‘Religious liberty’ anti-LGBT amendment puts defense budget at risk

© Herb Swanson
A necessary defense bill has become a loaded issue after Republican lawmakers attached a provision that allows federal contractors to discriminate against employees based on their sexual orientation or gender identity.

The National Defense Authorization Act (NDAA) is a very basic federal law which creates the budget for the Department of Defense. It is reauthorized every year, along with any amendments that get attached to it. However, this year the NDAA has taken on a more controversial role, due to the attached Russell Amendment that many see as legalizing discrimination against the LGBT community.

The Russell Amendment, named after it was introduced by Representative Steve Russell (R-Oklahoma), was attached to the NDAA in the middle of the night and was passed by the House without a hearing, NBC reported.

In a letter to the House and Senate Armed Services Committees, 42 Democratic senators urged the committee to remove the section, saying it “would vastly expand religious-affiliated organizations receiving federal funds to engage in discriminatory hiring practices.

It is not only LGBT employees whose jobs would be at risk due to the Russell Amendment. The letter explains that the amendment “would also allow religiously-affiliated contractors and grantees to inquire about and discriminate against employees or potential employees based on an individual’s religion.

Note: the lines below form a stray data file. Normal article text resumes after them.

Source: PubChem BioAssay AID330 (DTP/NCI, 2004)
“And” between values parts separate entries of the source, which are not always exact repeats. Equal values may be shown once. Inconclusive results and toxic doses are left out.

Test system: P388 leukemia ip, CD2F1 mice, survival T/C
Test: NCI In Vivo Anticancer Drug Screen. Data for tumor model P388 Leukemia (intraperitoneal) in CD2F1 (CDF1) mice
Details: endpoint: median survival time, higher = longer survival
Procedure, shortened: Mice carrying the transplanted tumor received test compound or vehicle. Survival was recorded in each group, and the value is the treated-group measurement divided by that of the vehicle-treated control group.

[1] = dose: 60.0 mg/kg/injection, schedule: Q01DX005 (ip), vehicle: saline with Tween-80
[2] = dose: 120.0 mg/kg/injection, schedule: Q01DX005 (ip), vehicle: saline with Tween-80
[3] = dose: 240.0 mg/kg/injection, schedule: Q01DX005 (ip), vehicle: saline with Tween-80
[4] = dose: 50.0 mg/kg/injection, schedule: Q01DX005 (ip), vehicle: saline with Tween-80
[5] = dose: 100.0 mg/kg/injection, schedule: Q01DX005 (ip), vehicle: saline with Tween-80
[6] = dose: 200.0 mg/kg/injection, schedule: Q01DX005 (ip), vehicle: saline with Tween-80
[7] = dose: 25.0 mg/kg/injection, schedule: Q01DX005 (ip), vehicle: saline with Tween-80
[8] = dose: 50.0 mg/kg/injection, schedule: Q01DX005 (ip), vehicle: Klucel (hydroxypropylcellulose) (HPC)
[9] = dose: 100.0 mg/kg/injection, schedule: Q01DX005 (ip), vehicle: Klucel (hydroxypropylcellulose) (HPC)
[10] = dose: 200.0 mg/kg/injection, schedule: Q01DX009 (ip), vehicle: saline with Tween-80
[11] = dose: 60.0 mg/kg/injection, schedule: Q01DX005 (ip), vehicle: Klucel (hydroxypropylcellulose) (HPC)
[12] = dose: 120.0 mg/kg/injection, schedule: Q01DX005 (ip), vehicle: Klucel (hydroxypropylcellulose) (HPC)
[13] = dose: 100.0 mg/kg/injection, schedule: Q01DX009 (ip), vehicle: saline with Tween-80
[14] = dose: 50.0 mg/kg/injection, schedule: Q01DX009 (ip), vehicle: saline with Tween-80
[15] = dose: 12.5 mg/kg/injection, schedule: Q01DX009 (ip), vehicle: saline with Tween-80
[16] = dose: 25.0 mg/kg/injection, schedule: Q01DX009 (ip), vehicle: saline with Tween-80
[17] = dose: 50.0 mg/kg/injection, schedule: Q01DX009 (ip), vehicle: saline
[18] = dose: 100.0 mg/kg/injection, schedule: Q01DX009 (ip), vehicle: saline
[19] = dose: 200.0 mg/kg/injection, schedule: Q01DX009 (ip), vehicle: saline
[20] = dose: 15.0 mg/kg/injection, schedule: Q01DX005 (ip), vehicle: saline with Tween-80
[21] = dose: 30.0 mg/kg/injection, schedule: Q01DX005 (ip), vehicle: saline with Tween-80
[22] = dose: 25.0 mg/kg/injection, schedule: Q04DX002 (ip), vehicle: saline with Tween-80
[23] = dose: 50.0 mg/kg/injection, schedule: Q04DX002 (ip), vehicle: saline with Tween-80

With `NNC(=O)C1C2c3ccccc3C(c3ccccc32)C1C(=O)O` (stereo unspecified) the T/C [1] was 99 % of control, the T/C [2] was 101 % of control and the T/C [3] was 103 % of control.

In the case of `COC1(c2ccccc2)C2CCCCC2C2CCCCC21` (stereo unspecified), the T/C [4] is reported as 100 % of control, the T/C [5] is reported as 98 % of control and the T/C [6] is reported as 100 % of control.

The language of the amendment “would give legal grounds for an employer to prevent a gay man from having their husband added to their health insurance,” David Stacy, government affairs director for the Human Rights Campaign, explained to NBC. “Trans people could be fired from their job upon announcing their intent to transition."

Senate Democrats are pushing for Republicans to drop the provision and have reached out to Chairman of Senate Armed Services Committee John McCain (R-Arizona) to remove the provision from the Senate version of the NDAA.

Stacy encouraged McCain to “stand with the majority of fair-minded Arizonans – and Americans all across the country – and drop this discriminatory provision,” The Washington Post quoted.

However, the likelihood of McCain crossing party lines for the issue is unlikely to happen anytime soon. He was quoted by NBC as saying, "I think it's pretty obvious that we're going to have to go to lame duck," meaning it would not be resolved until after Election Day.

Democrats seem to be prepared to put up a fight over the religious liberties act. While no Democrat has outright threatened to filibuster the NDAA if the Russell Amendment is included, Senator David Blumenthal (D-Connecticut) told NBC: "We will have to consider all the options.”

However, supporters of the amendment claim that military chaplains need the Russell Amendment in order to use vendors that meet their religious standards. But if President Barack Obama’s 2014 executive order that prohibits federal contractors from discriminating against LGBT workers is not given a religious exemption, chaplains would be forced to disregard their religious beliefs while choosing vendors for prayer rugs, music, and other tools they use.

However, the Russell Amendment is not limited to military chaplains, especially because out of the more than 1.4 million active military members, less than 3,000 are military chaplains.